Stunning 8-year-old pacing mare Dreamfair Eternal notched up her 57th win in 140 career starts at tonight's (Friday October 12) harness racing meeting at Woodbine Racetrack in Onatrio, Canada.

If there is one race that harness racing trainer Pat Fletcher looks forward to every year it's the Roses Are Red Stakes at Mohawk.

Harness racing trainer Pat Fletcher is glad to see that Dreamfair Eternal, Canada's reigning Horse of the Year, is back to her old self and ready to take on the continent's top aged pacing mares in this Saturday's $400,000 Milton Stakes final at Mohawk Racetrack.

Harness racing owner Jim Carr is bullish on the Ontario Sires Stakes program, and the Hamilton resident demonstrated his enthusiasm at the Summer Sizzler Sale in August by purchasing two sophomore pacers who have advanced to Saturday's Grassroots Semifinals at Mohawk Racetrack.

A quartet of stakes topped by the $523,000 William R. Haughton Memorial provided a thrilling finish to the 2011 Meadowlands harness racing meet on Saturday, August 20. Alexie Mattosie overcame a grueling first over trip to win the Haughton at odds of 8-1. Doug McNair and Aracache Hanover parked Alexie Mattosie through blistering fractions of :53, and 1:20.1 before fading late in the stretch.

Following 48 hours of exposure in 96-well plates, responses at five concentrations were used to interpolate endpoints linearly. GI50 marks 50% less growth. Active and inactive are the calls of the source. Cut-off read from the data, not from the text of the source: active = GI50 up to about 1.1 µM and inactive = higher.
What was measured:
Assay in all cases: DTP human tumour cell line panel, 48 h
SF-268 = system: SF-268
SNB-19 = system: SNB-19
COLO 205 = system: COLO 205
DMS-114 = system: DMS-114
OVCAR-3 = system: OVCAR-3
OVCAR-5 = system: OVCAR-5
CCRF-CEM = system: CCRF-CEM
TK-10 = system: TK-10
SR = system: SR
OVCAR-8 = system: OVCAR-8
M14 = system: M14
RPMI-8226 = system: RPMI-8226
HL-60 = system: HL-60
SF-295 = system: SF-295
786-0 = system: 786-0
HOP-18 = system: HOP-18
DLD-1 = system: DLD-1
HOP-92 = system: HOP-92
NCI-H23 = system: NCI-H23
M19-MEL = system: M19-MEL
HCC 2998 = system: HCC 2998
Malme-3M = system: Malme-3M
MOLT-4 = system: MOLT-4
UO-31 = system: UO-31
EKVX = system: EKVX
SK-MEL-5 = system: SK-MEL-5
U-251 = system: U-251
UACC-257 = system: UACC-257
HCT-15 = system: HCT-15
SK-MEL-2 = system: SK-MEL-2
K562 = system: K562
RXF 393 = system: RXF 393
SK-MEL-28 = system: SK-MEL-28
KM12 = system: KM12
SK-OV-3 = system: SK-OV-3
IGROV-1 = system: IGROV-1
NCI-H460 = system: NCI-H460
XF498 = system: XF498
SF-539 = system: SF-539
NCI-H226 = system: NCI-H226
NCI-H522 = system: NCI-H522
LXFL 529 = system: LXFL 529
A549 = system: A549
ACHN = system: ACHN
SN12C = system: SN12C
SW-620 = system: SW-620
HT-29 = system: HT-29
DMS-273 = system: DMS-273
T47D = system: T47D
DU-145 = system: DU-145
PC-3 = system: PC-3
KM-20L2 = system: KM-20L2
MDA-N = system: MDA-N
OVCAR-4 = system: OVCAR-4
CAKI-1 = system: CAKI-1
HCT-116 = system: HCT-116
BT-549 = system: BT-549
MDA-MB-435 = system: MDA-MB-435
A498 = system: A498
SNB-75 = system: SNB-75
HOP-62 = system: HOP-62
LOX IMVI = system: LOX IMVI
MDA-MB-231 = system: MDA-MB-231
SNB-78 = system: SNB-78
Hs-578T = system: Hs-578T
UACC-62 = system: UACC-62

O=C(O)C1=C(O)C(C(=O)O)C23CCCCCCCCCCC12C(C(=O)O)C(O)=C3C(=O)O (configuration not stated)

Champion Canadian mare Dreamfair Eternal racked up her 50th career win when claiming the $245,000 Lady Liberty Free-For-All for harness racing pacing mares at the Meadowlands today (Saturday August 6). The 2010 Canadian Horse Of the Year and O'Brien winner stopped the clock in 1:49.2.

Dreamfair Eternal, last year's Horse of the Year, and harness racing driver Randall Waples scored an eye-catching victory in the final strides of the $385,000 Roses Are Red Stakes at Mohawk. Warrawee Koine (Andy Miller) left aggressively from post 10 and was in command past the opening panel in :26.2.

The Patrick Fletcher (Hagersville) trained Dreamfair Eternal notched up her 47th career win in the $121,000 Ellamony Classic on Saturday afternoon (June 26) at Flamboro Downs. The mile event was for harness racing's aged mares.

It was just over a year ago that Dreamfair Eternal came into the 2010 Artiscape Pace with almost the identical road mapped out as this year. Last year she had four Open starts under her belt and this year the Artiscape will mark the fourth start of the year for defending harness racing Dan Patch Champion, Dreamfair Eternal.

1 to 16 of 23